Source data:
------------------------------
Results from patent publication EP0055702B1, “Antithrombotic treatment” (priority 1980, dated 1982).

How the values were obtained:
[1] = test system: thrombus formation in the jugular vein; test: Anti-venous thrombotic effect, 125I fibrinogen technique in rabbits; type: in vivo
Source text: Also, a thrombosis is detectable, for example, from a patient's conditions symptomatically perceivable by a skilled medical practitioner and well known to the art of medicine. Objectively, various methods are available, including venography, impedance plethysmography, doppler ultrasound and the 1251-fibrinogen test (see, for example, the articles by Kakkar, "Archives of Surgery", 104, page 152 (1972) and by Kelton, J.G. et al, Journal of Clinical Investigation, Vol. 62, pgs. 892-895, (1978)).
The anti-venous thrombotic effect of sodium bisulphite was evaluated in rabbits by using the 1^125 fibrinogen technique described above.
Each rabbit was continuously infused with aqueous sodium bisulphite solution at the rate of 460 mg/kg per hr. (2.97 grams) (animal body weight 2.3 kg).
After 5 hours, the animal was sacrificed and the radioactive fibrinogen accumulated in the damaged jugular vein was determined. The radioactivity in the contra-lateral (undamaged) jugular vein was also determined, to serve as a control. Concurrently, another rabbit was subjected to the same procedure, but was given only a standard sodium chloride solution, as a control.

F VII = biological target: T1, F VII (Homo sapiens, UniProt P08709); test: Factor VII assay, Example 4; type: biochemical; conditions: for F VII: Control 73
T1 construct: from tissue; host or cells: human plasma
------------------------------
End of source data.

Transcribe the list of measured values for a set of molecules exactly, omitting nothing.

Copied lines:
Results from patent publication EP0055702B1, “Antithrombotic treatment” (priority 1980, dated 1982).

How the values were obtained:
[1] = test system: thrombus formation in the jugular vein; test: Anti-venous thrombotic effect, 125I fibrinogen technique in rabbits; type: in vivo
Source text: Also, a thrombosis is detectable, for example, from a patient's conditions symptomatically perceivable by a skilled medical practitioner and well known to the art of medicine. Objectively, various methods are available, including venography, impedance plethysmography, doppler ultrasound and the 1251-fibrinogen test (see, for example, the articles by Kakkar, "Archives of Surgery", 104, page 152 (1972) and by Kelton, J.G. et al, Journal of Clinical Investigation, Vol. 62, pgs. 892-895, (1978)).
The anti-venous thrombotic effect of sodium bisulphite was evaluated in rabbits by using the 1^125 fibrinogen technique described above.
Each rabbit was continuously infused with aqueous sodium bisulphite solution at the rate of 460 mg/kg per hr. (2.97 grams) (animal body weight 2.3 kg).
After 5 hours, the animal was sacrificed and the radioactive fibrinogen accumulated in the damaged jugular vein was determined. The radioactivity in the contra-lateral (undamaged) jugular vein was also determined, to serve as a control. Concurrently, another rabbit was subjected to the same procedure, but was given only a standard sodium chloride solution, as a control.

F VII = biological target: T1, F VII (Homo sapiens, UniProt P08709); test: Factor VII assay, Example 4; type: biochemical; conditions: for F VII: Control 73
T1 construct: from tissue; host or cells: human plasma